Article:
Why? Because my dream, which I'd just started to realized and articulate, slowly, appeared to be dying. And of course, my ego was spinning out on the money I'd spent on the horses and invested in the property.
The statement of "people like you" was the final application of salt in a wound that was aw from living through two years of first-hand racial tension due to COVID, and gender bias as a woman, who worked in agriculture.
I spent a week processing the words in the letter, as well as that statement. So what did "people like you" mean? It wasn't based on skin color or beliefs, it was about income.
The new owner had a vision of building an affluent barn. So people like us, who didn't fit the affluent world she wanted, needed to leave.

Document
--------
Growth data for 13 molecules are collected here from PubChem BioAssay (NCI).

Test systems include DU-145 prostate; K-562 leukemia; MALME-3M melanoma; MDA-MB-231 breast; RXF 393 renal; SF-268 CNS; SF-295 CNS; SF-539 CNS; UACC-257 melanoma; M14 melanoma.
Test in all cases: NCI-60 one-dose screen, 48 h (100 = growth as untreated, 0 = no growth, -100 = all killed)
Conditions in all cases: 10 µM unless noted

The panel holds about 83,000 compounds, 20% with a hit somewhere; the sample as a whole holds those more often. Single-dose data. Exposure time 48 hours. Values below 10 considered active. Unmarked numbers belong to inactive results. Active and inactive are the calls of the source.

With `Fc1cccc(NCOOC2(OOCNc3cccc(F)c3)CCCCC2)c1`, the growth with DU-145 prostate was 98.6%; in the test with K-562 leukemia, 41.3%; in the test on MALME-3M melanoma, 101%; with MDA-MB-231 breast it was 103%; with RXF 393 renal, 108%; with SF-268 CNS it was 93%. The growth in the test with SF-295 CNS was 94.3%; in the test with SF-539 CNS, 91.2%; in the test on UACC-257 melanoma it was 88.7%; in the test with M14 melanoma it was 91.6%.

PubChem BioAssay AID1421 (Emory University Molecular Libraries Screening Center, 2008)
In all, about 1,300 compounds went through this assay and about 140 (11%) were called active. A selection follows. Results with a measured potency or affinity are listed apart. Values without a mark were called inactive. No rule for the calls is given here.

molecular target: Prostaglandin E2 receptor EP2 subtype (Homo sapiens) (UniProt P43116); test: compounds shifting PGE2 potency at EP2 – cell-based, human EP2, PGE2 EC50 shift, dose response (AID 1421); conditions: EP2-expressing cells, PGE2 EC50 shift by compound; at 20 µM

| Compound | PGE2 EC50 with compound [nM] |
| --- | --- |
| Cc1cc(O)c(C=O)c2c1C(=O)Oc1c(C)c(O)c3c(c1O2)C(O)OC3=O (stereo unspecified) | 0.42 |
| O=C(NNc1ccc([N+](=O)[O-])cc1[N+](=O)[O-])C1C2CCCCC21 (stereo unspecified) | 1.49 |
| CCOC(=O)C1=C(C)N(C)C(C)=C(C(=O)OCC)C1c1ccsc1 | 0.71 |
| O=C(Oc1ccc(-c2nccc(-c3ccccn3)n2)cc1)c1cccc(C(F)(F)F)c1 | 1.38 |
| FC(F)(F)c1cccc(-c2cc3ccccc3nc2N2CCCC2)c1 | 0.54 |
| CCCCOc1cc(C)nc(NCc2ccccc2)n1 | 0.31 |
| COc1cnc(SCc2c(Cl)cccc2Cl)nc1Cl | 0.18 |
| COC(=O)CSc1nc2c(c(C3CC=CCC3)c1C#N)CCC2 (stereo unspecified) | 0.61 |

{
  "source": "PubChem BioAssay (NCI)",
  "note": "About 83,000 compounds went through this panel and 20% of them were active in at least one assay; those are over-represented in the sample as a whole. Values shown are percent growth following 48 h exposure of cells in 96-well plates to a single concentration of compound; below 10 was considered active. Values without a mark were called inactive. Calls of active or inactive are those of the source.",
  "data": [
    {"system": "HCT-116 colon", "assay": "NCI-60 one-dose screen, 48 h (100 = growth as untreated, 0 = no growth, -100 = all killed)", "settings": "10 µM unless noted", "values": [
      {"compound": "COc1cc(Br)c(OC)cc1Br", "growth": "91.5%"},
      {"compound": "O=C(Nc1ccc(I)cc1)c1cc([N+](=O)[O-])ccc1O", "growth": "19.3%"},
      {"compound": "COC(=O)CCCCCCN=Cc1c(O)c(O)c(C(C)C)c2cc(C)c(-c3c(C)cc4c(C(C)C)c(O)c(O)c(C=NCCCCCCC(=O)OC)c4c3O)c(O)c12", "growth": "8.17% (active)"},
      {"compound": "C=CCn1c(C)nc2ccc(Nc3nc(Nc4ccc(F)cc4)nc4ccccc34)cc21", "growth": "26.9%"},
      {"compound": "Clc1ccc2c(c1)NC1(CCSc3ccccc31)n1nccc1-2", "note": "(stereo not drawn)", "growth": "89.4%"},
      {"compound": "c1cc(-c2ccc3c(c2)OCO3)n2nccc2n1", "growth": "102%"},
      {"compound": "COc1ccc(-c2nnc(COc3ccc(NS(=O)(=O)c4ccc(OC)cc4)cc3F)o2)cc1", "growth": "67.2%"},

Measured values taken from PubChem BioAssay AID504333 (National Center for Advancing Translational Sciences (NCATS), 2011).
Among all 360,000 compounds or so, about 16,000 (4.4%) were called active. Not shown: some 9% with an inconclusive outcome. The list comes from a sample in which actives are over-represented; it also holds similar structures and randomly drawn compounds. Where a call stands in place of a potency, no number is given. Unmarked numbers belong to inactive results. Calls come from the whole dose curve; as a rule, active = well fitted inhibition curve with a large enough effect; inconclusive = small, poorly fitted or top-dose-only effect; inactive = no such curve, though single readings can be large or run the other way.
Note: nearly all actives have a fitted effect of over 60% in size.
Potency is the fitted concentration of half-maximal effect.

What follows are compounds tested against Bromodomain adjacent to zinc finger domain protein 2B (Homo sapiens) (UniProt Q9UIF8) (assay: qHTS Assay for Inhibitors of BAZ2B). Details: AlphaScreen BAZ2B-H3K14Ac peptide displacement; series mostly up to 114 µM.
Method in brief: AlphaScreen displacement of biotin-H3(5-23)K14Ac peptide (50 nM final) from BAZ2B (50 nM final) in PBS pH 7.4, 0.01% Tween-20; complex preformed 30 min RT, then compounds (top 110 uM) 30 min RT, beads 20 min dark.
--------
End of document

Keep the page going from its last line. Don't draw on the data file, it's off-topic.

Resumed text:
In the end, I let them know I understood the decision, and yes, it was only business, but I did say:
"If we had all talked first hand, I think we could have found a shared vision. And I'm sad you never allowed me to advocate for myself."
This brought tears to the former owner's eyes, and she said, "Do you want me to see if she'll talk to you? And advocate for yourself?"
I said no, because the decision was clear. But I thanked her for all she'd allowed me to do in the time there
You Have No Horse-Human Connection
I decided it was time to take a pause on working with the horses and people, even though we had just started. I had to figure out what we could do, and how. I found a small, private barn in Redmond that I thought would work to board the three of them at as I worked this out.
It started out well enough, but I quickly learned the owner had very specific views on how she thought horses should live (which she hadn't articulated even though I'd asked before we moved in).
One day, out of the blue, she said to me, "You have no horse-human connection."
Again, I felt like I'd been blindsided. I asked her, "What do you believe horse-human connection looks like?"